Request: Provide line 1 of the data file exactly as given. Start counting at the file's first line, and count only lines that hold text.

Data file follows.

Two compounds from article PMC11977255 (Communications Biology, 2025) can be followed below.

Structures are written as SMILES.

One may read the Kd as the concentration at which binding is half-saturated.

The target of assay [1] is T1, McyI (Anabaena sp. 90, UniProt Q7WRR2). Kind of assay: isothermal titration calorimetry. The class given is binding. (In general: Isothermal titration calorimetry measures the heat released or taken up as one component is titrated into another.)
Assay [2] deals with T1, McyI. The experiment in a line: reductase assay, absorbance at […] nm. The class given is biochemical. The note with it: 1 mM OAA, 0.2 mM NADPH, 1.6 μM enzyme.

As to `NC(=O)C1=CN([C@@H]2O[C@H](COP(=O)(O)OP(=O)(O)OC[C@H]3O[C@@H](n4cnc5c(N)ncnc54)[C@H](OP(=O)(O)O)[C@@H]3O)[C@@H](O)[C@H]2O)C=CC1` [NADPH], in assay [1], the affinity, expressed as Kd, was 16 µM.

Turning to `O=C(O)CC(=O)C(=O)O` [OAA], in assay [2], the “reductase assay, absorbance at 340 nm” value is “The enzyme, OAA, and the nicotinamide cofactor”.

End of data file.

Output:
Two compounds from article PMC11977255 (Communications Biology, 2025) can be followed below.